Standing out in classic menswear is difficult, and I’d argue that it’s even more difficult with men’s leather goods. With shoes you can use chiseled lasts and thin waists. With tailoring you even have more options with colorful checked fabrics and dramatic lapels. With watches — anything goes really, so long as it can fit on top of a wrist.
With men’s leather goods it’s more difficult. Unless you play with exotic leathers, there’s not much you can play with. Colors are usually limited to your blacks, browns, and sometimes tans. Designs are also limited.
What’s left to stand out with is really the materials, details, and functionality. Cravar caught our attention mainly because of these points. Here’s our review of their watch roll with these three points in mind.
At the end, we also present you with a giveaway, courtesy of Cravar. Be sure to read through the post to find the answer to the question for the giveaway.
I. The Brand
Cravar was established by Yoki in 2013 after a successful Kickstarter campaign. They primarily focus on leather bags and recently they’ve developed small leather goods, such as note books, belts, and watch rolls.
The leather goods market in Indonesia is actually very saturated. However, most seem to lean on the rugged end of the spectrum (which perhaps goes hand in hand with Indonesia’s booming denim market). On the other end of the spectrum, you have your sleek, formal briefcases, which is rare in Indonesia. Cravar, I would say, falls somewhere in the middle.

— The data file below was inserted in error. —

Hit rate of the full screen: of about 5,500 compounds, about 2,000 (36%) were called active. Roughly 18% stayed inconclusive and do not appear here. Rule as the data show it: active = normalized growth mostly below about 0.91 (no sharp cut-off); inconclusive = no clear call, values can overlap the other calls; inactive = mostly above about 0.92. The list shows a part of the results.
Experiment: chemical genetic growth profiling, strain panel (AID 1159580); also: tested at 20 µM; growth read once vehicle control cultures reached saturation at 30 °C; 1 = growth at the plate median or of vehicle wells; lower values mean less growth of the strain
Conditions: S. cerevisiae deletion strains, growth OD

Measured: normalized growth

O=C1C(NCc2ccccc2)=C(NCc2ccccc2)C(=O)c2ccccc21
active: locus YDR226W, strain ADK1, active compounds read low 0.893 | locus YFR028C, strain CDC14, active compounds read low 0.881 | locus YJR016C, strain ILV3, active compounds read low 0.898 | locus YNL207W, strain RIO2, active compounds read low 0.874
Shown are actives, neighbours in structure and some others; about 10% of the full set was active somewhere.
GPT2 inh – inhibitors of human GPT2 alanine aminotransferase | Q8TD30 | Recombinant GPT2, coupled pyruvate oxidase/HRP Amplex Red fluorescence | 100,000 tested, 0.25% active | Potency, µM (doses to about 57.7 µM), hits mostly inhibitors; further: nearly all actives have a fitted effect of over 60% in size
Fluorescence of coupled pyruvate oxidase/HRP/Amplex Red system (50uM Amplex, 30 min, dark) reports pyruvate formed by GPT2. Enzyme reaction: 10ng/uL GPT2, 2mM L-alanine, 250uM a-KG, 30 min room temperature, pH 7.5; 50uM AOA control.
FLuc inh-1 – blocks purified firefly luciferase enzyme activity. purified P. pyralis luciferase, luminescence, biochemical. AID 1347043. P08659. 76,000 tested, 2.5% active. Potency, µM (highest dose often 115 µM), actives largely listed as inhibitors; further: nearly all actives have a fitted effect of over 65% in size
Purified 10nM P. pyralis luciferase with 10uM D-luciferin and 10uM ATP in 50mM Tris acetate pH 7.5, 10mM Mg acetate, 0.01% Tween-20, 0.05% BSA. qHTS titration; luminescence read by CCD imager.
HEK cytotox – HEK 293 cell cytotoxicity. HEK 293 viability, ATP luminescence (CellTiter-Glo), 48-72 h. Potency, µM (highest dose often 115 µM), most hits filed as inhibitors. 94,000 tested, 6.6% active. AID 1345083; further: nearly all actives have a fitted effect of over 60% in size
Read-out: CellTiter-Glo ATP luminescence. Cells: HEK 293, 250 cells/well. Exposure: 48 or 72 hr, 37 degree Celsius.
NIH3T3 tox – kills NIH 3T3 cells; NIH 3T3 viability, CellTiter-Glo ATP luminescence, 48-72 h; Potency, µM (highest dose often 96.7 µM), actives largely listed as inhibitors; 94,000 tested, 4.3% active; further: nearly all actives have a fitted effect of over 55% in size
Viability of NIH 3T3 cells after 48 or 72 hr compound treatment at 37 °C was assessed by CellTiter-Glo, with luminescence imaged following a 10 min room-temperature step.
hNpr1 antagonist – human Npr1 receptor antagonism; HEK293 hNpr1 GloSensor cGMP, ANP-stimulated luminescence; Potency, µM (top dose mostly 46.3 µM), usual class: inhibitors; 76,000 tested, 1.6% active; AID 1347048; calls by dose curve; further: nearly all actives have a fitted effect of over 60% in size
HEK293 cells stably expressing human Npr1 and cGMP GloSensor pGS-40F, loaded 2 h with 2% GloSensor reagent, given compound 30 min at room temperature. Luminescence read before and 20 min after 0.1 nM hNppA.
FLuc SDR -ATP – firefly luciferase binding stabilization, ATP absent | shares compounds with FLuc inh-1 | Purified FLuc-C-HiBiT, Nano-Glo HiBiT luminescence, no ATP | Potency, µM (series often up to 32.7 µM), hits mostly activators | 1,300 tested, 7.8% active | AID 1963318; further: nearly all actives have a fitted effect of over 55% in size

Our readers and followers know how much emphasis we put on versatility, and it seems that Cravar struck the right balance in their design. If you look at their catalog, their bags look like they can be worn with rugged workwear (given the matte, veg-tanned leather – more on this below) and sleek tailoring (given the simple design and conservative colors).
Even though the leather goods market is quite saturated, Cravar manages to stand out with its products. While I haven’t used their bags (which is their main focus), their watch rolls are a good indication of the quality of their products.
Cravar exclusively uses full-grain, veg-tanned leathers. The leathers are locally-sourced from Yogyakarta and are developed together by Cravar and the tannery. I dislike generalizations of “veg-tanned: good/chrome-tanned: bad,” but it makes perfect sense for Cravar to use veg-tanned leather, given their design language. And the veg-tanned leather used by Cravar is of high quality.
I was initially not convinced that veg-tanned leather would be ideal for watch rolls. In my experience veg-tanned leathers tend to be dryer, thicker, and less flexible than chrome-tanned leather. These are not qualities I look for in watch rolls. Having said this, the leather used by Cravar, though veg-tanned, is very soft and flexible. This results in a watch roll that is quite compact (more on this below).
The interior of the watch roll is made of soft suede. This is imperative to ensure that the watch roll does not scratch the watches (especially acrylic glasses on vintage pieces, which are very susceptible to scratches).